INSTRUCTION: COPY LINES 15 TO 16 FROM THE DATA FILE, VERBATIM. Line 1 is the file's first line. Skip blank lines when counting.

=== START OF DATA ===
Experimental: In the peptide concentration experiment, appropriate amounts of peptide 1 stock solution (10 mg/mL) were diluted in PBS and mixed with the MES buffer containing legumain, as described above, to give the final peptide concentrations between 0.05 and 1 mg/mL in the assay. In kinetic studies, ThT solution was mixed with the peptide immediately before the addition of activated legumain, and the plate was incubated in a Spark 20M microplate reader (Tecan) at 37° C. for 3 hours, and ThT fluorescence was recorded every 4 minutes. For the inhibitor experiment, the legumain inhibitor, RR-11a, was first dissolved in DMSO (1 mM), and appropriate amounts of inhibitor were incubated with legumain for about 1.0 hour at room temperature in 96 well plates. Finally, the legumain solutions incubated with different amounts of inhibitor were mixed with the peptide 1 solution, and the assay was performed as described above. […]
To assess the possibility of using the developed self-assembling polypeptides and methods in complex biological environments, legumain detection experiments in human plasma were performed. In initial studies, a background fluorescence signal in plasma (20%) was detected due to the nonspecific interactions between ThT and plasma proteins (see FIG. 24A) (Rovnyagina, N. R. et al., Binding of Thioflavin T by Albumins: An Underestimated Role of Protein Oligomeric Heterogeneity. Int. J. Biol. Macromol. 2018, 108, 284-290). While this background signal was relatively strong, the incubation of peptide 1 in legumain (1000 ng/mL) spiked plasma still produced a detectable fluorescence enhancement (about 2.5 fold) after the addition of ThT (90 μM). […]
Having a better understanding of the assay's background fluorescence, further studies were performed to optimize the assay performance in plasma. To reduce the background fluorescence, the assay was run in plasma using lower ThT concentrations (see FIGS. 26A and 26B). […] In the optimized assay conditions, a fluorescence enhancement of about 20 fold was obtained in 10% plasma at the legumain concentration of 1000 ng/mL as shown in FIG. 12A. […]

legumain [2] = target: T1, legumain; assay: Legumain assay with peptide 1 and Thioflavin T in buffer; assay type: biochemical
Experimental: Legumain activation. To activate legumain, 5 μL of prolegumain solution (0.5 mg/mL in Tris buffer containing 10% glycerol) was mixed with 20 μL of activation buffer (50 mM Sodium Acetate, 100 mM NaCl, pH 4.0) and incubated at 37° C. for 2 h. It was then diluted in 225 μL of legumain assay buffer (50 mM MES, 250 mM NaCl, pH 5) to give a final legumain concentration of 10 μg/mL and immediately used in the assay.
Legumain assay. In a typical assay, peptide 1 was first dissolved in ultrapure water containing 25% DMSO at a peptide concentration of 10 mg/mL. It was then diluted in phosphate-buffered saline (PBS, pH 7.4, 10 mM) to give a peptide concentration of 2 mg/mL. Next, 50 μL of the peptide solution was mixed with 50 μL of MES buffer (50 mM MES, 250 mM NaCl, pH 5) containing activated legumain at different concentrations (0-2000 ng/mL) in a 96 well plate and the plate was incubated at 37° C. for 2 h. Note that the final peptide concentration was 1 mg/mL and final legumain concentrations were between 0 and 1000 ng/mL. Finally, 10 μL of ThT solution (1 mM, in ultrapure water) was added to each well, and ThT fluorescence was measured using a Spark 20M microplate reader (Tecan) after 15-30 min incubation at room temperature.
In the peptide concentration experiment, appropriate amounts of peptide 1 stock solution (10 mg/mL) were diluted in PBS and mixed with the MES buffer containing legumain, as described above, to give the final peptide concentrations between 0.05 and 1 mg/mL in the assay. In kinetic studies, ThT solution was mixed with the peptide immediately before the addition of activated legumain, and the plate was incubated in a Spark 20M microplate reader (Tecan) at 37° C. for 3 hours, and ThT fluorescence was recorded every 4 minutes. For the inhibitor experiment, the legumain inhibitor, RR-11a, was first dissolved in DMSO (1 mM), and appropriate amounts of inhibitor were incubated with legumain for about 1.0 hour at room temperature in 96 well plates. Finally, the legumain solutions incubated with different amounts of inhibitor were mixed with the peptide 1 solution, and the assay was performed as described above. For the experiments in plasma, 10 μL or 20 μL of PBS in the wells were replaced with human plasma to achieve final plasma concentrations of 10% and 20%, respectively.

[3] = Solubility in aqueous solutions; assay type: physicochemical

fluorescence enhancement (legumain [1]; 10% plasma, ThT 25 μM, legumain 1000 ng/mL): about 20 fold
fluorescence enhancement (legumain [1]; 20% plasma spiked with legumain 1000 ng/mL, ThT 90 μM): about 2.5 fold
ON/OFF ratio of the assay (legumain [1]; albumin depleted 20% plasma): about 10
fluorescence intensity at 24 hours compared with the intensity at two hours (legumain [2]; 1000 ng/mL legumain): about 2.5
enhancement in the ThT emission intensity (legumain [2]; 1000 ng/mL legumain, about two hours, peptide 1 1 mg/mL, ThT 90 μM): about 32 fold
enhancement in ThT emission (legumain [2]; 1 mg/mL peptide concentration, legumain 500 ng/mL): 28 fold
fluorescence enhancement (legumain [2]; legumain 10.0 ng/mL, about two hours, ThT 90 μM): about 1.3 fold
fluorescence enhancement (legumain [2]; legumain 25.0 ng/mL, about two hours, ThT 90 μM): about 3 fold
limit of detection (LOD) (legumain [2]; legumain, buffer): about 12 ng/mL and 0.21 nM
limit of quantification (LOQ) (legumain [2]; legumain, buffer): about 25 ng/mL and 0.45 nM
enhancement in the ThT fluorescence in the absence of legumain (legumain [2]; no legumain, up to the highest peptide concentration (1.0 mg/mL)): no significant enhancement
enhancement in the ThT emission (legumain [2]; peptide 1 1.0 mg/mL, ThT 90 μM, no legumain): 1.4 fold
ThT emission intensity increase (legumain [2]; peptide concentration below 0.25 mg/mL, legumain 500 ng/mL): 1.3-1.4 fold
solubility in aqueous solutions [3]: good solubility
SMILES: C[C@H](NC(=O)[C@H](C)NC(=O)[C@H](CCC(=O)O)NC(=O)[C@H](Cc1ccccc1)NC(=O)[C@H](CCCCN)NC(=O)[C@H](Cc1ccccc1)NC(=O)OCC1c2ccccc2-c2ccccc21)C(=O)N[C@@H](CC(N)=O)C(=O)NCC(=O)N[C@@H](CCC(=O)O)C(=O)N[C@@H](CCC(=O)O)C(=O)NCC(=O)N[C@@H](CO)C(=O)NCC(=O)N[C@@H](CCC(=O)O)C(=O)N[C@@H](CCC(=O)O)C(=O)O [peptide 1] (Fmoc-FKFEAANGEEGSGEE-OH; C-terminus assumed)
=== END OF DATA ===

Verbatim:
fluorescence enhancement (legumain [2]; legumain 10.0 ng/mL, about two hours, ThT 90 μM): about 1.3 fold
fluorescence enhancement (legumain [2]; legumain 25.0 ng/mL, about two hours, ThT 90 μM): about 3 fold